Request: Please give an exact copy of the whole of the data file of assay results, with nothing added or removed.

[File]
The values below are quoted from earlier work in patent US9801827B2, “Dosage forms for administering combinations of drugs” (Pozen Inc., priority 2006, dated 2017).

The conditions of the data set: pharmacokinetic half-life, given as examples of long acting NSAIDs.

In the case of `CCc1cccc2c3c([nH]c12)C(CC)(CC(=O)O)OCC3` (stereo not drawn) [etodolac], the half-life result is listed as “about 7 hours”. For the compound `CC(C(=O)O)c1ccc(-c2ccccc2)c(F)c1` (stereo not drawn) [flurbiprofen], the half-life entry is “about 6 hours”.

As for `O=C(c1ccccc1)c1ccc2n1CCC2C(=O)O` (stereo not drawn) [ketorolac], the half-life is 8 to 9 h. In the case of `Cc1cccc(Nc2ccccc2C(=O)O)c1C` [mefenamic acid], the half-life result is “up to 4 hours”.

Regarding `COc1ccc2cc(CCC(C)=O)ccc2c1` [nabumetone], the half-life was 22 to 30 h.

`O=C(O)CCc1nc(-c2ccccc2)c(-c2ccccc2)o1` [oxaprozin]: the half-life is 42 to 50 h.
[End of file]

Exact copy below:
The values below are quoted from earlier work in patent US9801827B2, “Dosage forms for administering combinations of drugs” (Pozen Inc., priority 2006, dated 2017).

The conditions of the data set: pharmacokinetic half-life, given as examples of long acting NSAIDs.

In the case of `CCc1cccc2c3c([nH]c12)C(CC)(CC(=O)O)OCC3` (stereo not drawn) [etodolac], the half-life result is listed as “about 7 hours”. For the compound `CC(C(=O)O)c1ccc(-c2ccccc2)c(F)c1` (stereo not drawn) [flurbiprofen], the half-life entry is “about 6 hours”.

As for `O=C(c1ccccc1)c1ccc2n1CCC2C(=O)O` (stereo not drawn) [ketorolac], the half-life is 8 to 9 h. In the case of `Cc1cccc(Nc2ccccc2C(=O)O)c1C` [mefenamic acid], the half-life result is “up to 4 hours”.

Regarding `COc1ccc2cc(CCC(C)=O)ccc2c1` [nabumetone], the half-life was 22 to 30 h.

`O=C(O)CCc1nc(-c2ccccc2)c(-c2ccccc2)o1` [oxaprozin]: the half-life is 42 to 50 h.